Brown v. Board of Education (of Topeka)

Brown v. Board of Education (of Topeka)

(1954) U.S. Supreme Court case in which the court ruled unanimously that racial segregation in public schools violated the 14th Amendment to the U.S. Constitution. The amendment says that no state may deny equal protection of the laws to any person within its jurisdiction. The court declared separate educational facilities to be inherently unequal, thus reversing its 1896 ruling in Plessy v. Ferguson. The Brown ruling was limited to public schools, but it was believed to imply that segregation is not permissible in other public facilities. Guidelines for ending segregation were presented and school boards were advised to proceed “with all deliberate speed.” See also Thurgood Marshall.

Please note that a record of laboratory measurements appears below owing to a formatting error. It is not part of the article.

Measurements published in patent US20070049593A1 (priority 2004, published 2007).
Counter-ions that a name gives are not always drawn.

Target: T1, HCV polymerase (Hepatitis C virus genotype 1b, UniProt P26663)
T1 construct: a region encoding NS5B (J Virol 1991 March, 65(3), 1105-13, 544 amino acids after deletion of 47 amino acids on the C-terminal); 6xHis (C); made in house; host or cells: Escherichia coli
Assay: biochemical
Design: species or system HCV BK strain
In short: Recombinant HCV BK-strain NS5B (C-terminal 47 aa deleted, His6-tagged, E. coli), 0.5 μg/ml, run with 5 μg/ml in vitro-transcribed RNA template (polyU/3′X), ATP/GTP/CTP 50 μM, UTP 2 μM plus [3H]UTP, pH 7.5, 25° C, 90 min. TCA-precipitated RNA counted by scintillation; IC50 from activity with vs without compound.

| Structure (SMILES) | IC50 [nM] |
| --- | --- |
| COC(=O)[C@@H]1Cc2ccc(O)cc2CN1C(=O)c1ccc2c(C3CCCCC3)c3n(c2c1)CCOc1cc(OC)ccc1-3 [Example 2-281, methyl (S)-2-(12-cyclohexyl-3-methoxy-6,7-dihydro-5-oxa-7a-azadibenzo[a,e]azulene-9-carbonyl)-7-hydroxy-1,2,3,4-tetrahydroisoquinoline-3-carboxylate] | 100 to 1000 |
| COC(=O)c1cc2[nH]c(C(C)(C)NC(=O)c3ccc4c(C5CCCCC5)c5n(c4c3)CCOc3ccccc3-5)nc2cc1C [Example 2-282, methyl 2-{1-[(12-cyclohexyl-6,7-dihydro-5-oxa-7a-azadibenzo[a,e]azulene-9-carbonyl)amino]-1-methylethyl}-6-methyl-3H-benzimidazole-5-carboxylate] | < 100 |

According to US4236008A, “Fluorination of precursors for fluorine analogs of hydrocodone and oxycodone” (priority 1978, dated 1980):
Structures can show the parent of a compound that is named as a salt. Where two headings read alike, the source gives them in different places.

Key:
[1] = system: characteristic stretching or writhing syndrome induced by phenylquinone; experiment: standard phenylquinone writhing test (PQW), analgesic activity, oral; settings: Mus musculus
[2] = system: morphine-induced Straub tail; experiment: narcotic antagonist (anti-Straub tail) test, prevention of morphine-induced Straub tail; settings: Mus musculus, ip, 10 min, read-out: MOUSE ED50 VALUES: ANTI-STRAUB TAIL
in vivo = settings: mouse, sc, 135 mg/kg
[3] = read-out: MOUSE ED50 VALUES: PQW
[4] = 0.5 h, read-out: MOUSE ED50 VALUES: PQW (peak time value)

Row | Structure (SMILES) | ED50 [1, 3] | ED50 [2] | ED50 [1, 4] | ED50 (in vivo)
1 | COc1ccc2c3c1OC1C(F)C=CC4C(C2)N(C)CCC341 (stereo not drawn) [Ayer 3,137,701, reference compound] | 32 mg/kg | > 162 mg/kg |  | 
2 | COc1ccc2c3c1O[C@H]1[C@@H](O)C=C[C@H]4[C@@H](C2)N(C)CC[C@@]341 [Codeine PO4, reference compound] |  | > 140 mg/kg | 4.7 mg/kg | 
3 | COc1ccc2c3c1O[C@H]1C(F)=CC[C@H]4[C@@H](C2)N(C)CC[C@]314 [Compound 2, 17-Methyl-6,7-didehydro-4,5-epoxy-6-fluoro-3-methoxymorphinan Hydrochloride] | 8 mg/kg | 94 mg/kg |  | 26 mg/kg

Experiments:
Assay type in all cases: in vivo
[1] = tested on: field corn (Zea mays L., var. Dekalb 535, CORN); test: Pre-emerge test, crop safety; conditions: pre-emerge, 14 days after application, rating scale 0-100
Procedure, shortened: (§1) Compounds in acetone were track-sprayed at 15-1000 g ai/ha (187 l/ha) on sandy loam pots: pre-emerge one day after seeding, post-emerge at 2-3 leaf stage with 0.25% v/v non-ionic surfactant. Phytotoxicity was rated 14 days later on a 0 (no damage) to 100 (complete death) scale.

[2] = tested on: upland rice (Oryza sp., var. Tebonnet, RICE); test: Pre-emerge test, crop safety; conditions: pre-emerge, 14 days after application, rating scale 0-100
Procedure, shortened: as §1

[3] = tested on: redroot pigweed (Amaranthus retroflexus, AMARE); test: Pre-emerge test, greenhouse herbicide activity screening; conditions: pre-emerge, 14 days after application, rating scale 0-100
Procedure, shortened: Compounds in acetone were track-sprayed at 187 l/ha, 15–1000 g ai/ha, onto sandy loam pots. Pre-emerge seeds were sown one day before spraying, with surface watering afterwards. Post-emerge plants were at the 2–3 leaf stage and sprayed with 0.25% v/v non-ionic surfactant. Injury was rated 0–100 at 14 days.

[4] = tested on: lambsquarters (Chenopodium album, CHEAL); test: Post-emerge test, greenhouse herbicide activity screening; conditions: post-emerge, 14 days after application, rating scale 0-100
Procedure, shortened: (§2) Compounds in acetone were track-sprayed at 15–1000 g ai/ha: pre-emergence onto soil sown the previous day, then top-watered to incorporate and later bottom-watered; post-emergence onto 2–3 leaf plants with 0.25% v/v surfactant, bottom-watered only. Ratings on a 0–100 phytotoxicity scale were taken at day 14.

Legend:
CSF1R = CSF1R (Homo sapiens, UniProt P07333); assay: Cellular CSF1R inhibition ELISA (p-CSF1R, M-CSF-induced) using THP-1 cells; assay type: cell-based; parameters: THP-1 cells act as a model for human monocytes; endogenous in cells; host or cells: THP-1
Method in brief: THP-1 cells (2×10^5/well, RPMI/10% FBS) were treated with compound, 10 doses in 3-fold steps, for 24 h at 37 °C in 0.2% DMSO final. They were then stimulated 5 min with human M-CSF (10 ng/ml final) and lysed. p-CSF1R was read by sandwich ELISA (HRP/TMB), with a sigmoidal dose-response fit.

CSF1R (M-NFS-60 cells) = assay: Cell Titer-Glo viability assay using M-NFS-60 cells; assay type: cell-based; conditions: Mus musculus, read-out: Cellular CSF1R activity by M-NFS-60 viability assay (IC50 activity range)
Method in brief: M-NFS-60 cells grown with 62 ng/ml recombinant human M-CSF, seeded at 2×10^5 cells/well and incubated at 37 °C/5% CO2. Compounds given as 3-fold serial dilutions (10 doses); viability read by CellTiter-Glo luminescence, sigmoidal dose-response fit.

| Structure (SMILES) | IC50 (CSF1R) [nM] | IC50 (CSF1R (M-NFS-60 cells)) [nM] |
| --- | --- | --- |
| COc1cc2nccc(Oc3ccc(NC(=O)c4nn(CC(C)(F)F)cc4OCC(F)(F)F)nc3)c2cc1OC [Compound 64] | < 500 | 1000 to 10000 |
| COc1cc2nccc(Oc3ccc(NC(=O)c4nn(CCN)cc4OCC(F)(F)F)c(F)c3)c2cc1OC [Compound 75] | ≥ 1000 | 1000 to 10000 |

This entry comes from Encyclopædia Britannica Concise.
For the full entry on Brown v. Board of Education (of Topeka), visit

Seen & Heard

What made you look up Brown v. Board of Education (of Topeka)? Please tell us what you were reading, watching or discussing that led you here.

Get Our Free Apps
Voice Search, Favorites,
Word of the Day, and More
Join Us on FB & Twitter
Get the Word of the Day and More